Facebook said Friday that businesses running paid online events on its iOS app would not need to pay a 30 percent fee to Apple for the remainder of 2020, temporarily defusing a standoff between the two tech giants.
The social media company said in a blog post that all businesses except gaming creators would be eligible for Apple’s fee exemption and can process payments for the online events they run through Facebook Pay.
“Apple has agreed to provide a brief, three-month respite after which struggling businesses will have to, yet again, pay Apple the full 30 percent App Store tax,” Facebook company spokesman Joe Osborne said in a statement.
Facebook said it will not charge fees of its own for online events while businesses remain closed due to the coronavirus pandemic, through at least August 2021.
Apple said Friday that such online events have always been subject to its in-app payment rules, which charge commissions between 15 percent and 30 percent of the purchase price of paid online events.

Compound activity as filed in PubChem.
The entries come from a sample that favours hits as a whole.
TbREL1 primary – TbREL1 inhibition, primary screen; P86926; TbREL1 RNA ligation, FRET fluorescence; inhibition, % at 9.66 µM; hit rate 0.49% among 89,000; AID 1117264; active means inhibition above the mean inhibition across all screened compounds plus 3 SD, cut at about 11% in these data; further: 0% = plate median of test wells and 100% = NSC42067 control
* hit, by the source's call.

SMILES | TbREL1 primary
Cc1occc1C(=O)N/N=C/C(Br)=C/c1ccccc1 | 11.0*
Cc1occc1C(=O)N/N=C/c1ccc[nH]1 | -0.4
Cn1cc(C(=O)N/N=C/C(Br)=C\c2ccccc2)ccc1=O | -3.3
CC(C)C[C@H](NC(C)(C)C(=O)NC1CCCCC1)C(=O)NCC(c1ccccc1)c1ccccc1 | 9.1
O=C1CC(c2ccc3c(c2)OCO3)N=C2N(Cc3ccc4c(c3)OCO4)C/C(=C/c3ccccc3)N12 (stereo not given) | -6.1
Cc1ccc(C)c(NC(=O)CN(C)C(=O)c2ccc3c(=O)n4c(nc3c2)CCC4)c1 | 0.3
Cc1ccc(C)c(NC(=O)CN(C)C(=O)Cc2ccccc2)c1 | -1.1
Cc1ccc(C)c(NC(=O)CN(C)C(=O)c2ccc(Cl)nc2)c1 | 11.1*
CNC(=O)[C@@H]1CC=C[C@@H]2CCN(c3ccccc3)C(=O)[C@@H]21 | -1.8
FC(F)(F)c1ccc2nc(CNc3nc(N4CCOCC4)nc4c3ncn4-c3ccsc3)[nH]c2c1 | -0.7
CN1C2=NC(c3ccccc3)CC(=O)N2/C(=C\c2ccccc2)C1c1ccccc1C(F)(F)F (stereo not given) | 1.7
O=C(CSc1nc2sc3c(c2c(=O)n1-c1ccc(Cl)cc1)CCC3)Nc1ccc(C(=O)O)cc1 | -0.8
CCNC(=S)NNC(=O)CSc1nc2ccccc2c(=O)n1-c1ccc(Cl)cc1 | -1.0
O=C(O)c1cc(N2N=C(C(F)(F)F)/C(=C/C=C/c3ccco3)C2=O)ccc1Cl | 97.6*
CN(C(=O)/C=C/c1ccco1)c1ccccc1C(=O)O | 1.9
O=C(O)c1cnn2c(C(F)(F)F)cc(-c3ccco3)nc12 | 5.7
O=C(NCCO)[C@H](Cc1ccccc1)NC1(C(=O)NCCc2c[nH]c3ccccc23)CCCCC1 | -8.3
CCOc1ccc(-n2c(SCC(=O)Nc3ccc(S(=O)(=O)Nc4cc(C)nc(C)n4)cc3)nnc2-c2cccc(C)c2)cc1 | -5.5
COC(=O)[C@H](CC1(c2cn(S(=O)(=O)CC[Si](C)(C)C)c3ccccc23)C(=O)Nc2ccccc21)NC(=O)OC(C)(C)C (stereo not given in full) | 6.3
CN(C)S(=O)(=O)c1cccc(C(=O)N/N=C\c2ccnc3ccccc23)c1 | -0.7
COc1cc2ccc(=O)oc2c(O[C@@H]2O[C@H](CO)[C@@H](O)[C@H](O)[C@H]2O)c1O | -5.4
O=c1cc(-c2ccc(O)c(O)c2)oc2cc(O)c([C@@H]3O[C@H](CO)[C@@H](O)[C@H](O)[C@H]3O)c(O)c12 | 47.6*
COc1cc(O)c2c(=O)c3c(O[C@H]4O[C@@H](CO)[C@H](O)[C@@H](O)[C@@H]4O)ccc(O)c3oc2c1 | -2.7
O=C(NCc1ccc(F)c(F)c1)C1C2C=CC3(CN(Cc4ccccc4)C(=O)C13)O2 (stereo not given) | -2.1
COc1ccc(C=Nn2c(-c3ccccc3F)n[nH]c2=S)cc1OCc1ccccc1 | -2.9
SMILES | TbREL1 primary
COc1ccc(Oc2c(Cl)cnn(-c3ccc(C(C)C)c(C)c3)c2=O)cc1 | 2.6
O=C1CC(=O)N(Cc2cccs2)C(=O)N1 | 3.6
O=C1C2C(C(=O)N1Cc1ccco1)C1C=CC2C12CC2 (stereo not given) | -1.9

Apple said it has given businesses affected by the pandemic more time to implement the system and that Facebook is getting the same exemption until year’s end it has given ClassPass and Airbnb.
Gaming creators will not receive the exemption because the service was launched in early 2018 and it is not a physical business affected by the pandemic, Apple said.
“Apple maintains a clear, consistent set of guidelines that apply equally to everyone,” Apple said in a statement.
Facebook challenged Apple’s rules last month, attempting to tell users in an app update that the iPhone maker would take a cut of sales for a new online events feature, but later removed the message after Apple rejected the update.
The world’s biggest social media company cast the move as a defense of small businesses and app developers, joining other developers such as “Fortnite” creator Epic Games, which is suing Apple on antitrust allegations over the fees.
Facebook is also wrangling with Apple over new privacy rules for iPhones that will require more notifications before tracking users across apps.
The social media giant said Apple’s decision to lift the fees came with a catch excluding game creators from being able to use Facebook Pay in paid online events on iOS.
“We unfortunately had to make this concession to get the temporary reprieve for other businesses,” said Vivek Sharma, vice president of Facebook Gaming.
Apple is defending an antitrust lawsuit brought by “Fortnite” creator Epic Games over its in-app payment rules.